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Dashes and Parentheses

Aug 30, 2022

Read the following sentences: 

  1. NASA (National Aeronautics and Space Administration)was established in 1958. 
  1. Thomas was extremely talented- the most brilliant of students I have ever met. 

In the above sentences, there is an extra layer of information/detailing about the subject that is being talked about. But here, the punctuation mark used in both the sentences is not a comma

In sentence 1, we could have easily done away with the expansion of the acronym NASA. The addition of the National Aeronautics and Space Administration can be seen as a passing comment because its absence wouldn’t have made much difference to the sentence. The brackets in the sentence are called parentheses

In sentence 2, the main sentence is slightly interrupted so that it makes way for the phrase that follows the punctuation mark used. Here, the additional phrase serves to grab the attention of the reader to the subject Thomas. The punctuation mark used in the sentence is called a dash


Parentheses are a pair of signs () that can be used to separate a phrase or a clause that does not grammatically belong to the main part of a sentence. They are used to set off information within a sentence and are capable of enclosing a single word, a phrase, or even an entire sentence. The words inside the parentheses usually provide additional information about something else in the sentence.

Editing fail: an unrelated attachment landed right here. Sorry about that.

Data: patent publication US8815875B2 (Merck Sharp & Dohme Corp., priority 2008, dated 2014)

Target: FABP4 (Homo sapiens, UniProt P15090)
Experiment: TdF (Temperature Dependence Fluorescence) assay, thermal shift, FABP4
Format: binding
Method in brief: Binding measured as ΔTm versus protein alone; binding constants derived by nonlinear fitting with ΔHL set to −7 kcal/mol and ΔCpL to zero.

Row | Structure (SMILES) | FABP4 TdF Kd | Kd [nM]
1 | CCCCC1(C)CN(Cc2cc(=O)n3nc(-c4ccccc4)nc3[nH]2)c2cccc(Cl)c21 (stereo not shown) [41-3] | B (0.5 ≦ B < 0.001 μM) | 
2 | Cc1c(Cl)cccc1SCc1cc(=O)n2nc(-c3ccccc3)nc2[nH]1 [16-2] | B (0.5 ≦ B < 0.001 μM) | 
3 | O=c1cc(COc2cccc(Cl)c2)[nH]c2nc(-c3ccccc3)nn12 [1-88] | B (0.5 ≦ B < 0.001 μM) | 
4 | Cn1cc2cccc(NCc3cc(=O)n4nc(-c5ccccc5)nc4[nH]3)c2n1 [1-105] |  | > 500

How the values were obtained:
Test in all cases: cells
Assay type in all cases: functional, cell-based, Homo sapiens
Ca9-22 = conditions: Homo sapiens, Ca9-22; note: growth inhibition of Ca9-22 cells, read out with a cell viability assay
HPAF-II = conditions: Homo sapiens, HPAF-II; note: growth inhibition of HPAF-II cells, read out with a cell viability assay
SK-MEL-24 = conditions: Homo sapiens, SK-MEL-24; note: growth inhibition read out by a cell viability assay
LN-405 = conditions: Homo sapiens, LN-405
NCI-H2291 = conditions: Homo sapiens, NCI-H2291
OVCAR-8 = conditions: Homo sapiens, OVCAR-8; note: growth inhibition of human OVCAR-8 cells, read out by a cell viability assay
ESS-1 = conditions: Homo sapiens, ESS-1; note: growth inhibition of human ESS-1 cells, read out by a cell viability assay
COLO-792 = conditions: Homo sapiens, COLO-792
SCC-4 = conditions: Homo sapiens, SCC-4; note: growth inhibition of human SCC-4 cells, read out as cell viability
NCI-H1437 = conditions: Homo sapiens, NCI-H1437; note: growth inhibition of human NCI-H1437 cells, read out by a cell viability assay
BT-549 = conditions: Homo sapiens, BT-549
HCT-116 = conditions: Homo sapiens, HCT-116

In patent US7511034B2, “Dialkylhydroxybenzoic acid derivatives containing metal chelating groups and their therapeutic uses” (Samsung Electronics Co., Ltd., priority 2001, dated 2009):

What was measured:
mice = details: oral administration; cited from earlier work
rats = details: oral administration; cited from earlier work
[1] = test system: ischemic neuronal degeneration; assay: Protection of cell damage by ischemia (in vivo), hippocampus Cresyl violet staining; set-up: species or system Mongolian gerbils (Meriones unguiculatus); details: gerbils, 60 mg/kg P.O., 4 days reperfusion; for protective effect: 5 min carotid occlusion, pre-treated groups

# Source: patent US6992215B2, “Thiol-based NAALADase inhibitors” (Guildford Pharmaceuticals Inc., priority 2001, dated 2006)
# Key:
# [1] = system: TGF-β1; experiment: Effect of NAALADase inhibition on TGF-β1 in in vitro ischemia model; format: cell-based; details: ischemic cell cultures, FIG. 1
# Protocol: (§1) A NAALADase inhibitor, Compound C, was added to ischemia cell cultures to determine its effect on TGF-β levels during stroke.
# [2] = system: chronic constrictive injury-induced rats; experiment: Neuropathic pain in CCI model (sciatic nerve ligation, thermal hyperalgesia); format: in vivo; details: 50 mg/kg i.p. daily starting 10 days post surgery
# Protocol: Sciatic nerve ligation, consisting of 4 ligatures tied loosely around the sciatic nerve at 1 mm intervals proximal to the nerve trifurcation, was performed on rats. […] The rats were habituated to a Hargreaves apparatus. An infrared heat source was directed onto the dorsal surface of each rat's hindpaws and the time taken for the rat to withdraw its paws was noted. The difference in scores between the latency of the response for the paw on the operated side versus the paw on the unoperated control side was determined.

• Some of the committee members (Mr. Swann and Mr. Smith, for example) raised objection to the proposal. 
  • The lunch that I had (the delicious, healthy salad) cost me $27. 
  • Max Dillon (the best written character in The Amazing Spiderman 2) gets an underwhelming conclusion in Spiderman: No Way Home

According to many modern grammarians, the usage of parenthesis has started to dwindle. In fact, the Associated Press style guide would prefer that we stop using parentheses altogether, as it is jarring to the reader. 



A dash is a small horizontal line that appears in the center of a line of text. It is frequently used to denote an abrupt stop or a change of thought. If the sentence that precedes the interruption is to be continued, a pair of dashes should be used. 


  • Had we prepared well- but let’s focus on the present. 
  • I met his parents- both of them- who are very disappointed with his exam results. 
  • Joshua drove the car faster- he wanted to reach the hospital as soon as possible. 

PS: Dashes are generally used in casual texts and are more common in fiction writing. They are not used very frequently in formal writing. 



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